Those who remember Us3 at all will remember them for one reason: their early ‘90s soundtrack-staple “Cantaloop”. It was, even in retrospect, a brilliant piece of hybrid pop that excellently foreshadowed many of the defining movements of the decade’s latter half—the consolidation and rapproachment of multiple disparate genres. Us3 came along with a deceptively simple mixture of jazz, hip-hop, R&B and house music at just the right time in the continued development of all these genres, pointing the way towards the now-inevitable future in which we all live, wherein artists as varied as Beck, Björk, DJ Spooky, Saint Germaine, the Chemical Brothers, Radiohead and even Kid Rock and Limp Bizkit make their bones by warping and mutating previously staid and conservative genre boundaries. It is now taken for granted that some of the most vital places in contemporary music are the intersections where previously well-defined modes meet and commingle. Interesting and/or lucrative things happen when boundaries are demolished, whether it means bringing conflicting musical traditions together for profitable contrast or merely putting two unlike tastes together in hopes of exploiting previously demarcated marketing demographics.
But 1993 was a long time ago, and what was sly and cosmopolitan then is elementary now. This is ably demonstrated by the fact that not one but two remixes of “Cantaloop” appear on Questions, the 2004 “Soul Mix” and the 2004 “Bossa Mix”. Both feature a regrettable rap by Reggi Wyns, featuring lyrics like:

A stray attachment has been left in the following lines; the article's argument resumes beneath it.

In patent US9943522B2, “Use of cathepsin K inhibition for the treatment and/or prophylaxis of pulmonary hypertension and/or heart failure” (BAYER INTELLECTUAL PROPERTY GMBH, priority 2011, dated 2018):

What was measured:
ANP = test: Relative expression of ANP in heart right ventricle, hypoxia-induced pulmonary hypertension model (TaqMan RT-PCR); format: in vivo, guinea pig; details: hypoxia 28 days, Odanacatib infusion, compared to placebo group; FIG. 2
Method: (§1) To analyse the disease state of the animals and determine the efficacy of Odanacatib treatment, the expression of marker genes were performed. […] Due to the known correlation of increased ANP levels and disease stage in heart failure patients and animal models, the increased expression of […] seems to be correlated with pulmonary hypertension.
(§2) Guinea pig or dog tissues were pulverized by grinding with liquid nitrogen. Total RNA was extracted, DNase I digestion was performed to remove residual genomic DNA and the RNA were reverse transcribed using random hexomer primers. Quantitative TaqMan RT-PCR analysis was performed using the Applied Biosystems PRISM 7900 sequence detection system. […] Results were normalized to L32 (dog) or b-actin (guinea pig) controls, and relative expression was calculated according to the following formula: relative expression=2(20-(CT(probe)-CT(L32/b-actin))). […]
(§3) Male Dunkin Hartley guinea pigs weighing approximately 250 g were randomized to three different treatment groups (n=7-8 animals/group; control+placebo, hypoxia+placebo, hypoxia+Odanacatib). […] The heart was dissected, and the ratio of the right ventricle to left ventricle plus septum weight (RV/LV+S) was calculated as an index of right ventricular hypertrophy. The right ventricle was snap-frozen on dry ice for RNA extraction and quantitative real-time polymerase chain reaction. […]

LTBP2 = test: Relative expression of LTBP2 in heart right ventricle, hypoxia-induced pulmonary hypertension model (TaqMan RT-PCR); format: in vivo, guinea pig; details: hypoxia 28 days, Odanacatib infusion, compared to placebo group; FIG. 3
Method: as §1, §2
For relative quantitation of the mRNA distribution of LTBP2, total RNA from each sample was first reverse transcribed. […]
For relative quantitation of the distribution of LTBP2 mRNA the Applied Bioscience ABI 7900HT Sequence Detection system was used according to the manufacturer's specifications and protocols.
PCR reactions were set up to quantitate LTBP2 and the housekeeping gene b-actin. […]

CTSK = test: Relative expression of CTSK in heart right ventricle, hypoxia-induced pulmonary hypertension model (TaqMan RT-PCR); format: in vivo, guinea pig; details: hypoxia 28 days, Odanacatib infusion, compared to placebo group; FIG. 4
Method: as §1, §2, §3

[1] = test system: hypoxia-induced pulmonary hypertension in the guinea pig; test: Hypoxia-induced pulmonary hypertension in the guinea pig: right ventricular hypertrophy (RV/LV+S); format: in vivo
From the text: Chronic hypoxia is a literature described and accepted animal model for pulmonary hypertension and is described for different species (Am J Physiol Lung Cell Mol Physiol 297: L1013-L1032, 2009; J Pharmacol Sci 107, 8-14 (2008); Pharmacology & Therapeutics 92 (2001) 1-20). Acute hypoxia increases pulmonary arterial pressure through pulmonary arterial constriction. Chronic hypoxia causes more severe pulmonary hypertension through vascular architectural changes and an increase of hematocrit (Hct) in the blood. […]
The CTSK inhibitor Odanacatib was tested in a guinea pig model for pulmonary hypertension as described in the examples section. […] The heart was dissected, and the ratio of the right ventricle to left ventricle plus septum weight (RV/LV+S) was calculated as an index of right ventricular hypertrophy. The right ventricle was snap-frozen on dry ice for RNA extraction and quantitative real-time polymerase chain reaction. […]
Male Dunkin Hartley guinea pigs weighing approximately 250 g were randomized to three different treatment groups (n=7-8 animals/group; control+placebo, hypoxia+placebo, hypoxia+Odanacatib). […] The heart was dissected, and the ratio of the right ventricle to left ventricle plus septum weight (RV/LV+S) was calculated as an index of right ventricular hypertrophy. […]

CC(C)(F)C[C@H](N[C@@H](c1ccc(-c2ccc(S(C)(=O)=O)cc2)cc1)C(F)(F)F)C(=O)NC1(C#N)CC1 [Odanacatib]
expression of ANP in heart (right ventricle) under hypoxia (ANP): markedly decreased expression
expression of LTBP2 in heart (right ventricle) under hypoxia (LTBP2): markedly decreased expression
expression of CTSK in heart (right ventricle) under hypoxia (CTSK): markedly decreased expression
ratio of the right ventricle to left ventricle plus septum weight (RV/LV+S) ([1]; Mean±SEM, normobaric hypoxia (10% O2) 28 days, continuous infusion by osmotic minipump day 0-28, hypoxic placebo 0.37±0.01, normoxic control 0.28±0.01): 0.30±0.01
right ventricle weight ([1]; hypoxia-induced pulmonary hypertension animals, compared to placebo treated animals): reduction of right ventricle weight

“Fell the beat bop, jazz and hip-hop, /
Now we got black rock, neo-soul and hip-hop, /
If you don’t know the roots of the tree, /
You don’t know the branch where the fruit will be.
If you follow hip-hop, you know that there’s nothing less convining than a veteran old-schooler proclaiming his current relevence merely by restating his uncontested influence. Music is a “what have you done for me lately?” world, and unless you can prove that what you’re doing now is as interesting as what you did back in the day, no-one’s going to care.
Unfortunately for Us3, putting simplified jazz riffs over rudimentary hip-hop beats is hardly original. There are so many people who have done this kind of hybrid in the past fifteen years, and done it better, that Questions has a hard time seeming anything but stale. Wyns raps reappear on other tracks such as “What Does That Mean?” and “Why Not?”, but you’d be hard pressed to tell one from the other, with such basic beats and extremely textureless melodic accompaniment. Ed Jones’ flute shows up on a handful of tracks, but even though he seems an excellent player he is limited by this uninspired material, forced into the unpromising position of playing melodic counterpart to Wyns’ simplistic raps. Mpho shows up to add soul vocals for tracks like “Watcha Gonna Do?” and “The Truth”, and while she is an absolutely competent vocalist, she is limited by the uninspired material she is forced to elaborate. This kind of laid-back neo soul is hardly my bailywick, but I can’t help but thinking that her tracks do nothing but follow meekly in the footsteps of superior singers like Jill Scott, India.Arie and Erykah Badu.
If it sounds like I’m being overly harsh, please forgive me—but this is well-trod ground. In and of itself, unoriginality is no cardinal sin. Some of the best music ever made has been variations on previously established modes. But Questions commits the ultimate error of being both redundant and boring, and when you get down to it, there really isn’t much more I can say on the matter.
We all know how critical it is to keep independent voices alive and strong on the Internet. Please consider a donation to support our work as independent cultural critics and historians. Your donation will help PopMatters stay viable through these changing and challenging times. Thanks everyone.